Houston’s First has a heart for missions and sends teams on trips throughout the year to partner with various ministries and church plants. These trips are designed for Houston’s First to collaborate with our partners in the great work they are doing for the Gospel as well as support them in different ways. Trips vary in locations and activities, but they all have one thing in common – sharing the love and truth of Jesus.
A mission trip to Costa Rica was scheduled for March 14-21, but the team wasn’t able to travel due to the coronavirus outbreak. Even though the team wasn’t able to go, Houston’s First was still able to partner with a local church in Costa Rica to make a big impact in the kingdom of God.
Kevin Spivey, minister of assimilation at Houston’s First, explains the original plans for the trip.
“My wife, Marlen, and I were to lead the trip to Costa Rica with a team of 26 people.” Spivey says. “We were partnering with Tamarindo Church, an English- speaking church geared toward local business owners, and tourists, pastored by Lyle and Stacey Watson.”
The Watsons (first picture in gallery below) and the Tamarindo Church family have been ministering to Evelyn (second picture in gallery below), a local Costa Rican from the town of Los Pochotes who sells coconuts outside of the church on Sundays. Evelyn brought the light of Jesus into her community where there was once a lot of darkness. Evelyn even shared a video of a person preaching and singing praise and worship in the street to show how God is moving.
Tamarindo Church has come behind Evelyn to show God’s love to the people of Los Pochotes and she recently shared that the community could use a roof over the outside area where they are congregating for preaching and worship.
One of the ministry projects that the Houston’s First team had scheduled for the trip was to come alongside Tamarindo Church and build the first church in Evelyn’s small community.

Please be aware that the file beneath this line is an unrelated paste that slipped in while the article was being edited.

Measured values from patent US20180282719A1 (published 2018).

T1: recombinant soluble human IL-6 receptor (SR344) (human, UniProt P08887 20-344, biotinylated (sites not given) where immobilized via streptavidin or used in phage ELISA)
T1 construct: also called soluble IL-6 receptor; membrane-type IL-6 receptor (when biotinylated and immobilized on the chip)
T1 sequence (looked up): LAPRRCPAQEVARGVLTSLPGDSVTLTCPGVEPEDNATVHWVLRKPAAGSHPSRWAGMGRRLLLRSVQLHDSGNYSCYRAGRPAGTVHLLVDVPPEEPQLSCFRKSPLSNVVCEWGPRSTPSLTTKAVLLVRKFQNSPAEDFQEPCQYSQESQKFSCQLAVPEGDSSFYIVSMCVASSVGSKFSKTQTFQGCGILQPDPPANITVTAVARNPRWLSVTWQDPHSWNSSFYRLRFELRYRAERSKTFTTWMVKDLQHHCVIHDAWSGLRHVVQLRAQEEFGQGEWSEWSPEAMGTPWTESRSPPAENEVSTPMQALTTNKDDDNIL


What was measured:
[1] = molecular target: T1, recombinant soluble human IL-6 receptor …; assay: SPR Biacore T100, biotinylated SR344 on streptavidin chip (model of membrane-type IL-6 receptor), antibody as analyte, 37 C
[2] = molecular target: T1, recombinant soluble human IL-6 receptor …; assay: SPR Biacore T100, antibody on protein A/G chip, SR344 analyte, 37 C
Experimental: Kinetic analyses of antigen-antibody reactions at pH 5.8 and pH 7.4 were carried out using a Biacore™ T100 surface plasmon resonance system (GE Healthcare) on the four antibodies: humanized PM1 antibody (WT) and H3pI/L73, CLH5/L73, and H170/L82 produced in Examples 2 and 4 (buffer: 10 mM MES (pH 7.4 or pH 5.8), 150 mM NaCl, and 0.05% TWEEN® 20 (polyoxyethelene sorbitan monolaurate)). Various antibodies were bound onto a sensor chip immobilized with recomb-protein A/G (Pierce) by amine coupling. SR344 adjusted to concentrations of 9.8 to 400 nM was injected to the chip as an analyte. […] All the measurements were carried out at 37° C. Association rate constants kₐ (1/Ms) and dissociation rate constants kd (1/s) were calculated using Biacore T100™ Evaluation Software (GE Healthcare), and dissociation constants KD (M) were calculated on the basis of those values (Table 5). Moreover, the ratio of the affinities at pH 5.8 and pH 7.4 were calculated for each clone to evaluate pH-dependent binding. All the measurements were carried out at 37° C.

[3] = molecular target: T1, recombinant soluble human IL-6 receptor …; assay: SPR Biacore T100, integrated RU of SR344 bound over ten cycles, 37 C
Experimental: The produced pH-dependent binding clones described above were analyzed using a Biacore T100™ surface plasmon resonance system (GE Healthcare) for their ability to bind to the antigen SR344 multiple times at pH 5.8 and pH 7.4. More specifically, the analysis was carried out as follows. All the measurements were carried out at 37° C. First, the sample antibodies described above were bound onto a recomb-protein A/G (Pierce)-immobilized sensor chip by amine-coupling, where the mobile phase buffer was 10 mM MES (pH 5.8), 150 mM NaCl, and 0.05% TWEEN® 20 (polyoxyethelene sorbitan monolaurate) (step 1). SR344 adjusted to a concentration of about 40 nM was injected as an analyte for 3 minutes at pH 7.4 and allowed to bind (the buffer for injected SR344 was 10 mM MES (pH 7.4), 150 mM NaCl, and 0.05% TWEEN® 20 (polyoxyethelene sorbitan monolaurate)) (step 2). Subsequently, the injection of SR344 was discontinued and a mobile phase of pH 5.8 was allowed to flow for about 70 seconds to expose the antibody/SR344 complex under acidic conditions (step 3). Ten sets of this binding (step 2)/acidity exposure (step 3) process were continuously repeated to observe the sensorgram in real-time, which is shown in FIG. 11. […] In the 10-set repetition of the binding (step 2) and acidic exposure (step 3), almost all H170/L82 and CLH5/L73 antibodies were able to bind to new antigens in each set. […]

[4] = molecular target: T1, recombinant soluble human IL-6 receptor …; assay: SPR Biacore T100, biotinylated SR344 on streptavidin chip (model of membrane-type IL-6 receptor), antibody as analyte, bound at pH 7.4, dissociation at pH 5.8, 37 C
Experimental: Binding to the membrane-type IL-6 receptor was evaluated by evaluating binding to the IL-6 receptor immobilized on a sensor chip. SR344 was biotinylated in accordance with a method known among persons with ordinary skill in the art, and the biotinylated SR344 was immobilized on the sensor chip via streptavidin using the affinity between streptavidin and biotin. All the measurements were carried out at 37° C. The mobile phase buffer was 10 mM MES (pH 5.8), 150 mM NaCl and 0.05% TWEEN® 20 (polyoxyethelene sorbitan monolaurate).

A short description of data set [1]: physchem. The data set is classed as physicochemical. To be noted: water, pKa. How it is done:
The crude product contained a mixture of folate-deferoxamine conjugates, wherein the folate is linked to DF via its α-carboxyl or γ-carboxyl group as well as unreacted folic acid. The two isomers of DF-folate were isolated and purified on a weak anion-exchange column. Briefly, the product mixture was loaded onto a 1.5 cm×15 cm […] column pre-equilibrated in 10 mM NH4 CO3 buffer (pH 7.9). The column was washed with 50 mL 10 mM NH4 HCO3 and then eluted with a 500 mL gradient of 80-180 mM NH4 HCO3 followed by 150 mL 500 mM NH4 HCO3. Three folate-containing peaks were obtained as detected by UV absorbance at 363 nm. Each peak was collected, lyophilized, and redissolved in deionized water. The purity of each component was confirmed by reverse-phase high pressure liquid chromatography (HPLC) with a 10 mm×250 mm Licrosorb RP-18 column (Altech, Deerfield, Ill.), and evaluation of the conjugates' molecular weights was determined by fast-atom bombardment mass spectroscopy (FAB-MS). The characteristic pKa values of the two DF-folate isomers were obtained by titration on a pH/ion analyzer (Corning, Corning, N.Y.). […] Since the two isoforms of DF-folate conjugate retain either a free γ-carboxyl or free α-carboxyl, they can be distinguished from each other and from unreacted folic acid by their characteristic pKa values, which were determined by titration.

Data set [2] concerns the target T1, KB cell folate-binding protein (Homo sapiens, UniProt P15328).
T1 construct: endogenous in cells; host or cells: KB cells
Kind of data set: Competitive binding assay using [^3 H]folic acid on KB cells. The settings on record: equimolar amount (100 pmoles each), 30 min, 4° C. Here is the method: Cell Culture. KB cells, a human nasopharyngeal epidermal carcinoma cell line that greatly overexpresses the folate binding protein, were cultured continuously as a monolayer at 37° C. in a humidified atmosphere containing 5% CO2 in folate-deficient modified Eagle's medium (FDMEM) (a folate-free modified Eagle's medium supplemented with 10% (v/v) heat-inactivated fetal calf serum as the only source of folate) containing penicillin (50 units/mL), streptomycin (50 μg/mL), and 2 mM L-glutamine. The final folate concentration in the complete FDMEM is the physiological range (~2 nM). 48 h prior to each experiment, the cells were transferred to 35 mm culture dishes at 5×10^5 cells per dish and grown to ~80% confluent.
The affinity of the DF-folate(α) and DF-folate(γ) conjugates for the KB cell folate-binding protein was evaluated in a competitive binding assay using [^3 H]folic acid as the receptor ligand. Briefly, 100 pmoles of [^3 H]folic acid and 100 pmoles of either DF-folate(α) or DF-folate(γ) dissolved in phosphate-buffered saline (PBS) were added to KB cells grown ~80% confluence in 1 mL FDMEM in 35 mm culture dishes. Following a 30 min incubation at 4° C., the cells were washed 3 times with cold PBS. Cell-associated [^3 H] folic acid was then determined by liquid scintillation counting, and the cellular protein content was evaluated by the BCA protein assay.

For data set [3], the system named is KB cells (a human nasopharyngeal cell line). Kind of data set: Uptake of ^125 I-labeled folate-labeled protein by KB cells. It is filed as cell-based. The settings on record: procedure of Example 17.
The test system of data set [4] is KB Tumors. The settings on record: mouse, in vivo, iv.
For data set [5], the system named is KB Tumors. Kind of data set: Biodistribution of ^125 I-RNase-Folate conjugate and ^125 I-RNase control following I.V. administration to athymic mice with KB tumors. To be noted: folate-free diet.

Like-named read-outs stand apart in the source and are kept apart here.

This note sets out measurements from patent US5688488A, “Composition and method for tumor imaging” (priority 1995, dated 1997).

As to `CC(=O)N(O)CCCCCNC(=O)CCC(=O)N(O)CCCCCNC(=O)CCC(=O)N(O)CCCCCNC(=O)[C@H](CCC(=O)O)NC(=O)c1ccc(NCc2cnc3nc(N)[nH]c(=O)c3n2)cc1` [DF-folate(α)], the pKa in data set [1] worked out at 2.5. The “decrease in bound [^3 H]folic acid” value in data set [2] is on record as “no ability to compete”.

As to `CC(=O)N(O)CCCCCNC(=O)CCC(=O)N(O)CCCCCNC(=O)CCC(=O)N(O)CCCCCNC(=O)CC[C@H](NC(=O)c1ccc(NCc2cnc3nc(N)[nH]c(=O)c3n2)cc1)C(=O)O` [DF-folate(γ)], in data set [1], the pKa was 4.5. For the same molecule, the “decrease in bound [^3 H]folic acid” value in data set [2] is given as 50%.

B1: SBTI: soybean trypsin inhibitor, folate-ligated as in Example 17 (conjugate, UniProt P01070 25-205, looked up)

“We were on board and excited to join in on what Jesus was doing there. Houston’s First sent the funds ahead of time for the ministry projects,” explained Spivey. “The funds were allocated for the roof, floor, electrical work, plumbing chairs, food for the church inauguration, and food bags for each family.”
When the Houston’s First team was unable to go on the trip, they told Tamarindo Church to proceed with the projects if they wished to do so. The Watsons approached their congregation to see if they wanted to take on the project as a church.
With the funds Houston’s First gave and with the local men of Los Pochotes, the church was built. Stacey Watson describes how this partnership with Houston’s First impacted the community.
“Houston’s First efforts have helped transform the community of Los Pochotes,” Watson describes. “Not only were we able to put people to work and finish the church space, this newly-birthed church body prayed God’s word into each home and blessed them with a bag of food. In addition, we were able to use this partnership and situation as an opportunity to learn how to serve the communities better.”